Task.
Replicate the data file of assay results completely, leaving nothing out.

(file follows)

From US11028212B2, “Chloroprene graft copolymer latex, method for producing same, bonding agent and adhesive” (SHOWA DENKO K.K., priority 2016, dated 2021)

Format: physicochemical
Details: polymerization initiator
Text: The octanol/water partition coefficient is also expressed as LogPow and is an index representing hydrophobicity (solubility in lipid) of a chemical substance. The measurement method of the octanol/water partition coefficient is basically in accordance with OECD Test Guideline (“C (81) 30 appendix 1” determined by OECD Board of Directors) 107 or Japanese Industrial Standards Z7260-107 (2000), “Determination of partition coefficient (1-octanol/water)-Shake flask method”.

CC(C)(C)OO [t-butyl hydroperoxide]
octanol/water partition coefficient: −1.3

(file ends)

From US11028212B2, “Chloroprene graft copolymer latex, method for producing same, bonding agent and adhesive” (SHOWA DENKO K.K., priority 2016, dated 2021)

Format: physicochemical
Details: polymerization initiator
Text: The octanol/water partition coefficient is also expressed as LogPow and is an index representing hydrophobicity (solubility in lipid) of a chemical substance. The measurement method of the octanol/water partition coefficient is basically in accordance with OECD Test Guideline (“C (81) 30 appendix 1” determined by OECD Board of Directors) 107 or Japanese Industrial Standards Z7260-107 (2000), “Determination of partition coefficient (1-octanol/water)-Shake flask method”.

CC(C)(C)OO [t-butyl hydroperoxide]
octanol/water partition coefficient: −1.3